Once I was at the park when a mom announced that her husband used to be a writer.
"He wrote for years before we got married," she confessed, "but now we have kids and I told him to put that silliness away."
I almost choked on my tongue so astounded was I at this woman's flippant disregard for her husband's creative life.
I've been reading
, a spiritual self-help guide for the creative who needs to get back in touch with his or her artistic side. The first sentence of her book encapsulates the heart of why I was so put off by my acquaintance's commentary.
Cameron says, "
Art is a spiritual transaction.
Yes, yes it is.
Whatever art we chose to create, God works through us. The creative desires He instills in us are in fact a part of His
. For this woman to announce that her husband had no business cultivating his art was not only wrong, it also denied a part of him he was quite possibly supposed to nurture.
In my own life, the space (as scattered and as haphazard as it is) I create to make art is sacred and if someone I loved every told me to "put my silliness away," I daresay it would kill me.
Yesterday, after we finished school, I sent everyone outside.
I'm feeling the end of the school year (and all the end of the year craziness) deep in my bones.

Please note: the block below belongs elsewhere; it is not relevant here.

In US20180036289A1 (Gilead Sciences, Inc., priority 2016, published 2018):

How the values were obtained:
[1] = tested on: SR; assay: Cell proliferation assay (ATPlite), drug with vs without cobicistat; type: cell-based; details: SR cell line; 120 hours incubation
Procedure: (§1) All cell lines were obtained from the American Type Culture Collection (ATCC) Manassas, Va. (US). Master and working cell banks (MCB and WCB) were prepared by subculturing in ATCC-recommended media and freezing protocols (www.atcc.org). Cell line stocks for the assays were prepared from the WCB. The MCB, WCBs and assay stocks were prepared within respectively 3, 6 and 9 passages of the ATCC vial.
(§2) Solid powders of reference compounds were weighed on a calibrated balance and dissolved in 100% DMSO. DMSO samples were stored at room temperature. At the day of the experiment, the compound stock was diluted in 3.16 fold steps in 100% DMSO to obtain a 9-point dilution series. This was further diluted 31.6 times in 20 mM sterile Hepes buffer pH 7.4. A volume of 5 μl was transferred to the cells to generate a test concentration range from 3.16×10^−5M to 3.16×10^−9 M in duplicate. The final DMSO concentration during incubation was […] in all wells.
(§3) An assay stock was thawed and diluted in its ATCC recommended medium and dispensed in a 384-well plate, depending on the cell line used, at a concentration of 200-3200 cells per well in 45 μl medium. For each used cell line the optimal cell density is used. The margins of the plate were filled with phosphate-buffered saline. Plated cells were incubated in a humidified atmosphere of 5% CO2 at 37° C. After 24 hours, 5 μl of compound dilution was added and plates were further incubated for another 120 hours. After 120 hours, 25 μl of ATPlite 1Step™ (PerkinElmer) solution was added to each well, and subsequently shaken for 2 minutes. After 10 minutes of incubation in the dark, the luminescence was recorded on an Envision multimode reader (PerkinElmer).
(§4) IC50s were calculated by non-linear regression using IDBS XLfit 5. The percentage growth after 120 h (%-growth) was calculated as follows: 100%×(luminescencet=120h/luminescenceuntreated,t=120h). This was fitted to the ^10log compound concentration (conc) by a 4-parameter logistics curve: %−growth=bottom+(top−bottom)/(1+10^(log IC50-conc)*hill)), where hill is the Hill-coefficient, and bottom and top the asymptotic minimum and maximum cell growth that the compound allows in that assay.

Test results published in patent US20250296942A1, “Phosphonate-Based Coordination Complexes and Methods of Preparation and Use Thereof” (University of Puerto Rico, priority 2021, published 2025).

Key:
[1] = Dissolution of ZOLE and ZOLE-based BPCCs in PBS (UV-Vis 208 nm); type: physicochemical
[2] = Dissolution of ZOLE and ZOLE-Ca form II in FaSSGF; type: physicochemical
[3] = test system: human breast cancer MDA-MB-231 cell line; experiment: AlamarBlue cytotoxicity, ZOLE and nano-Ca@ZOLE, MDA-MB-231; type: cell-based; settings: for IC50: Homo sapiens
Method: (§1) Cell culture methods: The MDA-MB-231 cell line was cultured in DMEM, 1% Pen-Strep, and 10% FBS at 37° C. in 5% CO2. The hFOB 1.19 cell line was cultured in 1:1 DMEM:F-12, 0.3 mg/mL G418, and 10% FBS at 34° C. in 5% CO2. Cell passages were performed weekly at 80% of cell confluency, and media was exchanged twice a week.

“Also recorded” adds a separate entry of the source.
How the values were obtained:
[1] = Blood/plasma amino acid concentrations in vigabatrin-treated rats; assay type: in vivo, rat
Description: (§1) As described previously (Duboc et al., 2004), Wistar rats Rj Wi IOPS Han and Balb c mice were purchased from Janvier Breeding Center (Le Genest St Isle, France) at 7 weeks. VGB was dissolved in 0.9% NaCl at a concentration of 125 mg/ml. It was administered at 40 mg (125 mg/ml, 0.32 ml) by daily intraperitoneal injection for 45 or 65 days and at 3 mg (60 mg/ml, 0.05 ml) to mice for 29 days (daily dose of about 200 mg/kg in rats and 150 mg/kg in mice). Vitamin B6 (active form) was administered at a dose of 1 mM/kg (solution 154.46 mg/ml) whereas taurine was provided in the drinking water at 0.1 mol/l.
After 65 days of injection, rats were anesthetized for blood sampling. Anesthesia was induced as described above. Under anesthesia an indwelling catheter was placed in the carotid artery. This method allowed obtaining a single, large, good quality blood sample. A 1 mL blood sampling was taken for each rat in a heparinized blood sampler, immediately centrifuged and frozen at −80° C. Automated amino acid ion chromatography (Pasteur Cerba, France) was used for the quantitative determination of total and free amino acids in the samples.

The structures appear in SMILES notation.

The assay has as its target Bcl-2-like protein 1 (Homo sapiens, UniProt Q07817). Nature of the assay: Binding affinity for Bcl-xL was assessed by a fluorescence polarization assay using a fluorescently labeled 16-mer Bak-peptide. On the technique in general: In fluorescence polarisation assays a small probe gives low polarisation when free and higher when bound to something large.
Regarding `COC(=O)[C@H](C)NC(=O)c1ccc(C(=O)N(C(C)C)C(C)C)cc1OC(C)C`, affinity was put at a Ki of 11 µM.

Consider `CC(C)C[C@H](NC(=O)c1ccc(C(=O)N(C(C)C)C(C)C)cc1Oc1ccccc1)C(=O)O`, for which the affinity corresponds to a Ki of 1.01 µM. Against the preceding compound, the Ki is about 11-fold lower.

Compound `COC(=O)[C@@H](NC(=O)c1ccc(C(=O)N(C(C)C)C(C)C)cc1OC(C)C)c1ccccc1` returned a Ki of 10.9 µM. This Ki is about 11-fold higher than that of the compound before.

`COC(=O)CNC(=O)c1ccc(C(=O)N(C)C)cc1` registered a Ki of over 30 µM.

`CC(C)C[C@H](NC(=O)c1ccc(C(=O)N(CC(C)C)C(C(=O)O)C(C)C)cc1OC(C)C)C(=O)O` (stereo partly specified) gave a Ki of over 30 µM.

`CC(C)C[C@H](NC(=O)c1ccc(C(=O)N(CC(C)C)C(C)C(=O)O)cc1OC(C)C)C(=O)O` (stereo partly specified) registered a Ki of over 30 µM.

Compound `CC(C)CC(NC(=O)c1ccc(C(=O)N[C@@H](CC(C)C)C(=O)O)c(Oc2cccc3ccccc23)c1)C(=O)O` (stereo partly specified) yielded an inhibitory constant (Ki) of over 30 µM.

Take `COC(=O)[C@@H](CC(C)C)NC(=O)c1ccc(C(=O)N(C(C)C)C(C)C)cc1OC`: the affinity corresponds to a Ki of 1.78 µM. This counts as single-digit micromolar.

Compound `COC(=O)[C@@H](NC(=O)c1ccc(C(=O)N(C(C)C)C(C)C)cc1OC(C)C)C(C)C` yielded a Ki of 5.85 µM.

The dedication and energy and time it takes to homeschool this gaggle of energetic children is awesome. Next week, when we close up our school shop, I think I will be celebrating louder than all of these kids I educate.
So it was with great weariness that I ventured into the great outdoors yesterday afternoon, after we cleared away books and supplies and stray papers.
I buckled the baby into his stroller and I set myself to walking. Some of the older kids pulled out a game of chess, some of the others pulled out their art supplies, and Christopher got busy building Lego castles. We stayed outside all afternoon with the soft wind whipping and tousling our hair and our skin soaking up the much needed Vitamin D. I felt content and happy as I strolled and noticed the kids felt the same way as they engaged in their own pursuits.
I can sometimes be hard on myself as a mom. I think about all the things I don't do right, the mistakes I make with my kids, and how I lose my patience so easily.
My perfectionism often terrorizes me in my vocation to motherhood.
But as I walked the perimeter of our property yesterday, I realized that while I do make many mistakes, there is one thing I know I'm doing well.
I'm giving my children the gift of time, time to play, to figure out what it is they
I'm giving them time to make messes and to create and to discover who they are and what artistic endeavors God has planned for them.
And although the world may tell them to quit "wasting time" because they must be productive and successful, I will never respond in that manner.
Unlike the woman at the park who chastised her husband all those years ago, I will
tell my children to put their "silliness" away for that "silliness" is where these children of mine will meet God.